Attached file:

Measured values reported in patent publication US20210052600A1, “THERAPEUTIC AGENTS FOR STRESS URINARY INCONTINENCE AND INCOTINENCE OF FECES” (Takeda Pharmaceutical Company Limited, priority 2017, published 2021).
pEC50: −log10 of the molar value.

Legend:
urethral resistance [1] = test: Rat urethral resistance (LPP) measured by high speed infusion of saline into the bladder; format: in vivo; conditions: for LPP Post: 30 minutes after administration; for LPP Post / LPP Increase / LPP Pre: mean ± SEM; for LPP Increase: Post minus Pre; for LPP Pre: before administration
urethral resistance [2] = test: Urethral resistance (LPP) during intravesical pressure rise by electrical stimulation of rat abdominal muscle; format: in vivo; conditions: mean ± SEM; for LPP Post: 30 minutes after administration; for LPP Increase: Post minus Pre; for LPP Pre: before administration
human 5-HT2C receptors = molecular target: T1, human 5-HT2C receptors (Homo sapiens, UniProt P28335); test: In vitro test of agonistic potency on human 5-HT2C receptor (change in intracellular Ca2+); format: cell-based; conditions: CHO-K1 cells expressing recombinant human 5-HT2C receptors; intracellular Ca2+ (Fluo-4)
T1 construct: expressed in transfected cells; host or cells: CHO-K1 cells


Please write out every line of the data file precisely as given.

Measured values reported in patent publication US20210052600A1, “THERAPEUTIC AGENTS FOR STRESS URINARY INCONTINENCE AND INCOTINENCE OF FECES” (Takeda Pharmaceutical Company Limited, priority 2017, published 2021).
pEC50: −log10 of the molar value.

Legend:
urethral resistance [1] = test: Rat urethral resistance (LPP) measured by high speed infusion of saline into the bladder; format: in vivo; conditions: for LPP Post: 30 minutes after administration; for LPP Post / LPP Increase / LPP Pre: mean ± SEM; for LPP Increase: Post minus Pre; for LPP Pre: before administration
urethral resistance [2] = test: Urethral resistance (LPP) during intravesical pressure rise by electrical stimulation of rat abdominal muscle; format: in vivo; conditions: mean ± SEM; for LPP Post: 30 minutes after administration; for LPP Increase: Post minus Pre; for LPP Pre: before administration
human 5-HT2C receptors = molecular target: T1, human 5-HT2C receptors (Homo sapiens, UniProt P28335); test: In vitro test of agonistic potency on human 5-HT2C receptor (change in intracellular Ca2+); format: cell-based; conditions: CHO-K1 cells expressing recombinant human 5-HT2C receptors; intracellular Ca2+ (Fluo-4)
T1 construct: expressed in transfected cells; host or cells: CHO-K1 cells